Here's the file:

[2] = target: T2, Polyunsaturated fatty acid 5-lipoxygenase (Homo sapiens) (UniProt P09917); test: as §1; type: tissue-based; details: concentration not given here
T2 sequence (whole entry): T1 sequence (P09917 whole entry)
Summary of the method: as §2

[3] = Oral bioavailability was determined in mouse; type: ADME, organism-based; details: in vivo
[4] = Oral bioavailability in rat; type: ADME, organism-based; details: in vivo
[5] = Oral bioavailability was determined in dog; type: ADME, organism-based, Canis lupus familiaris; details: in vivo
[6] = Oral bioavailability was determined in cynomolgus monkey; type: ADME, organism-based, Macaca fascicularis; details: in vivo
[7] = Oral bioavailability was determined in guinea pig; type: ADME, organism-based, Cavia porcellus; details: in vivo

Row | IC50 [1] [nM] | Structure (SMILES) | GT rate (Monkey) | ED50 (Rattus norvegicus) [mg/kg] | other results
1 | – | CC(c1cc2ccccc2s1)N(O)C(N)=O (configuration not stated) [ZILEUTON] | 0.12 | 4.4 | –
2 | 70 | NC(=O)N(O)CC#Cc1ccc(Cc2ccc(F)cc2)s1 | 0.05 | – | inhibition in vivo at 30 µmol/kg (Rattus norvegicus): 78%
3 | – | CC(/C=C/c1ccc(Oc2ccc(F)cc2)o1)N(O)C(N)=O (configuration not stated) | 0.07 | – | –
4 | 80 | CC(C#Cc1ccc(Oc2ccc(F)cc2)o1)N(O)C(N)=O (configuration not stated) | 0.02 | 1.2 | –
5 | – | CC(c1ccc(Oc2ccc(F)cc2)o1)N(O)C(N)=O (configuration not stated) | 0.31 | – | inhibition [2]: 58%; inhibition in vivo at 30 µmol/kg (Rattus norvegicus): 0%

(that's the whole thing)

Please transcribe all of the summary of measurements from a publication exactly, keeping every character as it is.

[2] = target: T2, Polyunsaturated fatty acid 5-lipoxygenase (Homo sapiens) (UniProt P09917); test: as §1; type: tissue-based; details: concentration not given here
T2 sequence (whole entry): T1 sequence (P09917 whole entry)
Summary of the method: as §2

[3] = Oral bioavailability was determined in mouse; type: ADME, organism-based; details: in vivo
[4] = Oral bioavailability in rat; type: ADME, organism-based; details: in vivo
[5] = Oral bioavailability was determined in dog; type: ADME, organism-based, Canis lupus familiaris; details: in vivo
[6] = Oral bioavailability was determined in cynomolgus monkey; type: ADME, organism-based, Macaca fascicularis; details: in vivo
[7] = Oral bioavailability was determined in guinea pig; type: ADME, organism-based, Cavia porcellus; details: in vivo

Row | IC50 [1] [nM] | Structure (SMILES) | GT rate (Monkey) | ED50 (Rattus norvegicus) [mg/kg] | other results
1 | – | CC(c1cc2ccccc2s1)N(O)C(N)=O (configuration not stated) [ZILEUTON] | 0.12 | 4.4 | –
2 | 70 | NC(=O)N(O)CC#Cc1ccc(Cc2ccc(F)cc2)s1 | 0.05 | – | inhibition in vivo at 30 µmol/kg (Rattus norvegicus): 78%
3 | – | CC(/C=C/c1ccc(Oc2ccc(F)cc2)o1)N(O)C(N)=O (configuration not stated) | 0.07 | – | –
4 | 80 | CC(C#Cc1ccc(Oc2ccc(F)cc2)o1)N(O)C(N)=O (configuration not stated) | 0.02 | 1.2 | –
5 | – | CC(c1ccc(Oc2ccc(F)cc2)o1)N(O)C(N)=O (configuration not stated) | 0.31 | – | inhibition [2]: 58%; inhibition in vivo at 30 µmol/kg (Rattus norvegicus): 0%